As programmers, we have all experienced the frustration of working with maximum effort on software that then, at best, did not produce the desired results, and at worst never even went into production. Considering us as gears in a functionality factory, rather than as team specialists aiming to solve problems and make a real impact on the real world, is an unprecedented waste. For several years now, methodologies and tools have been created to help solve this problem, from Design Thinking to Lean Startup, Impact Mapping or the Opportunity Solution Tree. It's not just Designer or Product Manager stuff, developers must be the protagonists of this Discovery process, even if they often keep away from it. The goal of this kind of "training" is to give you the tools and some inspiration to start this small revolution, both on a personal and team level.
Based on a real case, in this talk, I provided ideas and tools to address backend and frontend side optimizations on Leaflet and Django, very useful in the case of large amounts of geospatial data. The goal was to amaze the audience by telling what we have developed with Leaflet and Django. I think I succeeded!
In this talk I described how, together with my colleagues, we arrived at the construction of an automated process to make releases from the first commit using Kubernetes, Docker, Python and Terraform for the creation of web applications based on Django and React. The goal was to sensitize programmers to take an interest in Product Management issues through the story of my experience, using Continuous Delivery as an excuse. Making a quality product is done through good practices and good methodologies. DevOps and Continuous Delivery help us release valuable software, but it is important to know why we are making that software. Also in the story I add our experience of continuous delivery through the use of Talos.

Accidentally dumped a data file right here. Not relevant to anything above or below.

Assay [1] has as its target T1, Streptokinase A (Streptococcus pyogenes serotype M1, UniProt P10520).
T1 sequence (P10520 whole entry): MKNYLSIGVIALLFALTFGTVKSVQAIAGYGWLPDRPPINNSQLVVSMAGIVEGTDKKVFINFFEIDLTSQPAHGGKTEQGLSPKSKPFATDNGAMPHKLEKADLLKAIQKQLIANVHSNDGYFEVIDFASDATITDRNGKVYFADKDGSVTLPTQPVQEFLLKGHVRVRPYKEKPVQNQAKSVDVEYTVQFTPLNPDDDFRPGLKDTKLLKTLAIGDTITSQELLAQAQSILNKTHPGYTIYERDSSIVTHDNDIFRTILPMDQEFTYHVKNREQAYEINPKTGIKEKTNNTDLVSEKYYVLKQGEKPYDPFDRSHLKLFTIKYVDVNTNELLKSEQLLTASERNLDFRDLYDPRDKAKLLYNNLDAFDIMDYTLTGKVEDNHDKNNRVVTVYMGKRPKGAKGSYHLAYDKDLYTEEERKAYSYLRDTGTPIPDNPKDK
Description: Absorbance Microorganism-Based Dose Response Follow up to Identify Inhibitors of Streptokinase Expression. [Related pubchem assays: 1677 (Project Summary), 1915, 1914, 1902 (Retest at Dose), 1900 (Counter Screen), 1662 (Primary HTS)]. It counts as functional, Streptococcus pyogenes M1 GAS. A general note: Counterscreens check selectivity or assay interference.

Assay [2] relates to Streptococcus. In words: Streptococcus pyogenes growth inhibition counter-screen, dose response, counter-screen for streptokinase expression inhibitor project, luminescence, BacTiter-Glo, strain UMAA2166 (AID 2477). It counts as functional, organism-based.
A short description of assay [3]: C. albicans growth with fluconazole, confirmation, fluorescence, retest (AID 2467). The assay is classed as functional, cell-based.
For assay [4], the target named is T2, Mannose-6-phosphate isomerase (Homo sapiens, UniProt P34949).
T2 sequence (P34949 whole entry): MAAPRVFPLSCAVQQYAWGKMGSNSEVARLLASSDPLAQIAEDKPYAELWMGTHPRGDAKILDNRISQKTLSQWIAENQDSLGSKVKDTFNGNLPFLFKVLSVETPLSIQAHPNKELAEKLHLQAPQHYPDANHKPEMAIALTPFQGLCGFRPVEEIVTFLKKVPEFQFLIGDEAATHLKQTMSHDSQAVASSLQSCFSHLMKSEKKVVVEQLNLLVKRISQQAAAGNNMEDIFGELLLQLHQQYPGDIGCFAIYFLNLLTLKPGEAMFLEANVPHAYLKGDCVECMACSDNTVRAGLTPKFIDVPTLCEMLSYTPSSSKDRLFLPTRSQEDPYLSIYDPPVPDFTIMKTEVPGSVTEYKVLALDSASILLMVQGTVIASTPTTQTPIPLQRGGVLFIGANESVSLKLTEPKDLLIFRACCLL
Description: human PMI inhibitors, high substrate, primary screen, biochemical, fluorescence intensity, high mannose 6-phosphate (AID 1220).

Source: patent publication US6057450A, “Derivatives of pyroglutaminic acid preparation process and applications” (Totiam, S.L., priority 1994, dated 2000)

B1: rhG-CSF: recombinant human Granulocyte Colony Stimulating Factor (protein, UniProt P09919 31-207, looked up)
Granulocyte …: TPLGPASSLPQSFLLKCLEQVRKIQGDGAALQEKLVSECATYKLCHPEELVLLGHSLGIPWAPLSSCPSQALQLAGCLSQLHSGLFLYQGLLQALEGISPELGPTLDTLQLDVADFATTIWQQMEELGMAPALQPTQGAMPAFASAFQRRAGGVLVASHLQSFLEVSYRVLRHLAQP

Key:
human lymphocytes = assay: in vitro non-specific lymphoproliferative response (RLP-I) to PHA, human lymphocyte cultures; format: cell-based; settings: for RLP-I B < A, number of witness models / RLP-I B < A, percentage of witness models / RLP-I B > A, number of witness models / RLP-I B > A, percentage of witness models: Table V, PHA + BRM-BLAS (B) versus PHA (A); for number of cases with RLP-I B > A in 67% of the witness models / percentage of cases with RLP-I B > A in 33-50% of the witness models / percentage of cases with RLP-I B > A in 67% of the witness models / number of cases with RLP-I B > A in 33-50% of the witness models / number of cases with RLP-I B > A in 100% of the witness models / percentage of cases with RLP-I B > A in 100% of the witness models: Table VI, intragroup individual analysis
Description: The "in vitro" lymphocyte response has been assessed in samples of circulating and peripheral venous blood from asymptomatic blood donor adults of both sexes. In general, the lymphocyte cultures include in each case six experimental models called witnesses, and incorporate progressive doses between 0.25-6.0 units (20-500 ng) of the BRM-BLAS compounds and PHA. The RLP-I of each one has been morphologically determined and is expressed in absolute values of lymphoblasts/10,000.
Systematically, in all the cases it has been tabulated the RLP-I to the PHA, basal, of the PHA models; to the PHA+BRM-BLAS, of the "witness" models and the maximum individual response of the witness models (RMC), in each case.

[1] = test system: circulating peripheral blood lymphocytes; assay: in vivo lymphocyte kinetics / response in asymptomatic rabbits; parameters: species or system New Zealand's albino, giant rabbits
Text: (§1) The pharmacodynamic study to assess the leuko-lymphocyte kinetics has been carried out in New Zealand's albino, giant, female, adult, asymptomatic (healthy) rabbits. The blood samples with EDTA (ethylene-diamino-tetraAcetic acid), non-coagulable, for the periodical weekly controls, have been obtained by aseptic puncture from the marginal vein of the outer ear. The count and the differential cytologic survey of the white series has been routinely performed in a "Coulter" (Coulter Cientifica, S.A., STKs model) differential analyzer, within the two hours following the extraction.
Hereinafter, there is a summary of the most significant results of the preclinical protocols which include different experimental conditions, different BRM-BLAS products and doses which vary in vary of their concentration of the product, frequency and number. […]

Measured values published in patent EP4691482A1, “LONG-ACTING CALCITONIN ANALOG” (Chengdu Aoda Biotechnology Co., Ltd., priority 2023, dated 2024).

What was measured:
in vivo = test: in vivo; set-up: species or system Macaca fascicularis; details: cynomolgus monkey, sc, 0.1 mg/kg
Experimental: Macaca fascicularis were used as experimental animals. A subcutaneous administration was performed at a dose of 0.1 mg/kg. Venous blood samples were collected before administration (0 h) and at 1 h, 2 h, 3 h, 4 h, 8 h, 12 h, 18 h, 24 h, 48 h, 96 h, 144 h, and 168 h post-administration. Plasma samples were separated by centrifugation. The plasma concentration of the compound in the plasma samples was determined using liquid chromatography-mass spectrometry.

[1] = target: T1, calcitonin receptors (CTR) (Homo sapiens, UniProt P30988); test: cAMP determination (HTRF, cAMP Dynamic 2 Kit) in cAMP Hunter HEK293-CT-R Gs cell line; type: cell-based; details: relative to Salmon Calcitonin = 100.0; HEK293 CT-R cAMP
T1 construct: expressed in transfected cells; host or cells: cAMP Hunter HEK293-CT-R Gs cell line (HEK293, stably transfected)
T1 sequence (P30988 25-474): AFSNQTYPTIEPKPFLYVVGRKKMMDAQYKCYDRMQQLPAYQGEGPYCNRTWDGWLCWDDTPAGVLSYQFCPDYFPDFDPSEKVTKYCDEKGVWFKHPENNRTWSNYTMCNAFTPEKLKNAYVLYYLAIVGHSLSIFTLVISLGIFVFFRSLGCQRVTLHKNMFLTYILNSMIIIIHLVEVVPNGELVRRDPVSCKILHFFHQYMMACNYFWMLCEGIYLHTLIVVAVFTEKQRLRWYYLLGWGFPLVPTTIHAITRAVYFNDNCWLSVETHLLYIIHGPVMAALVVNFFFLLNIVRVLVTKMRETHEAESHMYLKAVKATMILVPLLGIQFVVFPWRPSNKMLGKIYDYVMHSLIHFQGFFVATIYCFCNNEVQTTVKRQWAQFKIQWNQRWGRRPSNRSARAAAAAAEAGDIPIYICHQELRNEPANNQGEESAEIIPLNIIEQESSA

The goal here has been to raise awareness in the community to share their experiences. Everything serves to improve the ecosystem and therefore also our work. You enter a virtuous circle in which you can learn, apply and disseminate it in an iterative way, for a constant Continuous Improvement to occur.
I moderated a panel where Fabio Mora, Serena Sensini and Filippo Morelli (20tab) discussed two fundamental questions: is it really necessary to use approaches such as Continuous Integration and Continuous Delivery? Can you implement a solid release process without being a DevOps expert? The goal was once again to bring the experiences of panelists in order to spread the DevOps culture. Even in 2022 it is necessary to bring this information, which has been known for 20 years, also to the attention of experienced programmers. All this pushes in the direction of making technicians understand that they should be interested also in methodological aspects in order to produce valuable software.